Friday, April 06, 2012

Buffer zones being actively expanded around military air bases: Municipalities around Langley asking for state money for land

HAMPTON — Localities throughout Hampton Roads have purchased hundreds of acres bordering military air bases to minimize the potential damage from crashes, such as the one that occured Friday afternoon in Virginia Beach, on the surrounding communities.

Peninsula officials have actively pushed to create a larger safety zone to the south and west of Langley Air Force base as a way to buffer development from encroaching into the landing and takeoff area around the base.

Langley is home to the U.S. Air Force's 1st Fighter Wing and the 480th Intelligence Wing.

A Joint Land Use Study finalized in 2010 by the four localities bordering Langley recommends spending about $12 million to purchase 31 acres to extend Langley's buffer zone. Hampton and Newport News, as well as Poquoson and York County have all asked for state and federal money to purchase those parcels.

Land in the extended buffer zone around Langley is located along Magruder Boulevard near the Hampton Roads Center North Campus.

Purchasing those 23 plots is also seen as a way to help stave off anticipated Defense Base Realignment and Closure Commission closures by proving the base is safe for military objectives.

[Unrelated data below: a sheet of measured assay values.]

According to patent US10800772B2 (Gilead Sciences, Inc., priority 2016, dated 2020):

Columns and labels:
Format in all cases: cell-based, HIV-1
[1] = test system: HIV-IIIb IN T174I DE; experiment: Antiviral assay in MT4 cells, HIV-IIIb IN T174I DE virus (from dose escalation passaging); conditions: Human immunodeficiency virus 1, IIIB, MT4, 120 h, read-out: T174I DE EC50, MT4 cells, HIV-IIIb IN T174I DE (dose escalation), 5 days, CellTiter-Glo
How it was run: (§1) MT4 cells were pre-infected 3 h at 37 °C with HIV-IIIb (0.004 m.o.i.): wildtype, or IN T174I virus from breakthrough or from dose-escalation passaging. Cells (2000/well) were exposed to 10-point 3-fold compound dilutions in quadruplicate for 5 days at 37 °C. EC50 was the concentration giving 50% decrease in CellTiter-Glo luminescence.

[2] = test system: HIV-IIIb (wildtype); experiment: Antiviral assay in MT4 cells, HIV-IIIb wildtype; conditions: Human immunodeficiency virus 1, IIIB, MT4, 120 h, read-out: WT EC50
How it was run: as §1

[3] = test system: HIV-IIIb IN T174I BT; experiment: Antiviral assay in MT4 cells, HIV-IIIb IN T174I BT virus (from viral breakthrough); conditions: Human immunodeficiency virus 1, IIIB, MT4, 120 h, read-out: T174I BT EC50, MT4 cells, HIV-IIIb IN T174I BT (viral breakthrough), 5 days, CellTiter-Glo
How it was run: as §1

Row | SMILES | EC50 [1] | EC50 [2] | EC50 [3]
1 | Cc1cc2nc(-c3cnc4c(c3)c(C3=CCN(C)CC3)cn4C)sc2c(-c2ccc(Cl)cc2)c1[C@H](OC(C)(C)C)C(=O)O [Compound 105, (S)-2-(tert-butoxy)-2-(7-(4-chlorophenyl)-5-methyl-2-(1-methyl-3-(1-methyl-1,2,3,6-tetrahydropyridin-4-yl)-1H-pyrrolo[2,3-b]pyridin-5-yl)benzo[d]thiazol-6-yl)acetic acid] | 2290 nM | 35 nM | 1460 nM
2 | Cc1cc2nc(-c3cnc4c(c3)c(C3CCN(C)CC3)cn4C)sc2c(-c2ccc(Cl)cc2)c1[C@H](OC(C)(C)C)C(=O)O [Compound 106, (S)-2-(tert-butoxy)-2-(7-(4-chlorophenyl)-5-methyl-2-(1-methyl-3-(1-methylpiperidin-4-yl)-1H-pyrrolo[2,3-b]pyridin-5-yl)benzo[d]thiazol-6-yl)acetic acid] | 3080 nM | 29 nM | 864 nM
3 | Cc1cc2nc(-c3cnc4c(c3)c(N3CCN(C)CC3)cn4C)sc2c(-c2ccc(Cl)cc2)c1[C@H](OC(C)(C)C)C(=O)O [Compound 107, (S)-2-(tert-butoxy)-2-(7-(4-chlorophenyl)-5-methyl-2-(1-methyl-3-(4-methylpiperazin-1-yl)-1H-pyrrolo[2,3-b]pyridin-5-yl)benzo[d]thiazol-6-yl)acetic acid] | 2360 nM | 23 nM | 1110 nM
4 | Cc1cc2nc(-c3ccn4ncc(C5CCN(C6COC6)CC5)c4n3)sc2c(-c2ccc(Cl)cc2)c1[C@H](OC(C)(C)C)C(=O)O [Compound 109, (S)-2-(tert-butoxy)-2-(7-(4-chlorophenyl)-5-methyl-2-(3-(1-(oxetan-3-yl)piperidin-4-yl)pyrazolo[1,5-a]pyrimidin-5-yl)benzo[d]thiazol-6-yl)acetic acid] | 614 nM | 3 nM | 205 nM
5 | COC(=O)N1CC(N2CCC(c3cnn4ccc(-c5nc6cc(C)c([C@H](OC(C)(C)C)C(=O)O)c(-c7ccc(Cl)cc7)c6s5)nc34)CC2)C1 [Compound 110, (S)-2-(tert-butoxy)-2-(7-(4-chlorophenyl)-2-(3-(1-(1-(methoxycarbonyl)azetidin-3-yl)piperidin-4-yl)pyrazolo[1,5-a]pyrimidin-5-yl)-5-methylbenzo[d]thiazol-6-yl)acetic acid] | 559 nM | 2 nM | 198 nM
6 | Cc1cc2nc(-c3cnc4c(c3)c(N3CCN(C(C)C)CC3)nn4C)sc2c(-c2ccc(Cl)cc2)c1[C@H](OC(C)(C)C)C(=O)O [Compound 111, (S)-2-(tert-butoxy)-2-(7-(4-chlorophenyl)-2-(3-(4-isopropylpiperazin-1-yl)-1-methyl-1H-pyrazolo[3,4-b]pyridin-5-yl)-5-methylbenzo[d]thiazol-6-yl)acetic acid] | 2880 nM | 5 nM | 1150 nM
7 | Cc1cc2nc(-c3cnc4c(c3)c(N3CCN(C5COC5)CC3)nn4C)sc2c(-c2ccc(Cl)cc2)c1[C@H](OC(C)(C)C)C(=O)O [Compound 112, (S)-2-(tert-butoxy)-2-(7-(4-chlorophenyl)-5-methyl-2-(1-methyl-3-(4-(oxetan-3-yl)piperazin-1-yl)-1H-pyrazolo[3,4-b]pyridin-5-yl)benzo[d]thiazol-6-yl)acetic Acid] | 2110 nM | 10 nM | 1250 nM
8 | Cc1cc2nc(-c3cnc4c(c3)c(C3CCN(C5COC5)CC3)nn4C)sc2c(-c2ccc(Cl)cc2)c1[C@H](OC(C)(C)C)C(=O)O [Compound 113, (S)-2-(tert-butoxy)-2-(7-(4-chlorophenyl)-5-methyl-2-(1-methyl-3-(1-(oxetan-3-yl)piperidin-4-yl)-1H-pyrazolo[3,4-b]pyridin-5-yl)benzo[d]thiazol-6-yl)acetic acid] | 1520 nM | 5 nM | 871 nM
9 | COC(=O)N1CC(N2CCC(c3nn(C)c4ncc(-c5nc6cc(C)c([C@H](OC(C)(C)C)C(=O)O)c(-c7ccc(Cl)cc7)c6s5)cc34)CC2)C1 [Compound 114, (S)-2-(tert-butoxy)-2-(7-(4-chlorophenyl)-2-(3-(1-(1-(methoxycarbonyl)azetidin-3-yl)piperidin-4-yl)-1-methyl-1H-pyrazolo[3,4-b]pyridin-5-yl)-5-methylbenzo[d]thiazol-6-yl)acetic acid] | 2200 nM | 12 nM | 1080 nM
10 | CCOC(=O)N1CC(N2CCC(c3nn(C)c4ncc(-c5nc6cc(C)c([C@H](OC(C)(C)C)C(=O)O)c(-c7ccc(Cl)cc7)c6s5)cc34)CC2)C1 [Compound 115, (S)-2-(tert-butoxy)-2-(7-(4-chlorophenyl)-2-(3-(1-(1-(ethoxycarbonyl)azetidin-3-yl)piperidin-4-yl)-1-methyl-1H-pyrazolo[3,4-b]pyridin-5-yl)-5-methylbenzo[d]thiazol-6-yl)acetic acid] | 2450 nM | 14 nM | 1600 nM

The paramount reason to purchase the land though, is to protect pilots and community surrounding the base, said Bruce Sturk, Hampton's director of federal facilities support.

In November 2011, Virginia Beach bought nearly 800 acres of farmland and woods to protect Naval Air Station Oceana from encroaching development. Officials there have said the city will commit $15 million annually to stop new development around Oceana.

"They have a model over there on how to work with the community, to work with the Navy base ... in the use of acquiring properties and putting them in a state of an appropriate type use for that facility," said Sturk, of Oceana. "It's a benchmark model and it's recognized as a national model."

It was unclear late Friday where the F/A-18 Hornet crashed in relation to Oceana's buffer zone.

"We've focused a fine tooth look at Langley and any potential encroachment to prevent and remove any current or future non-conforming uses for that land," Sturk said.


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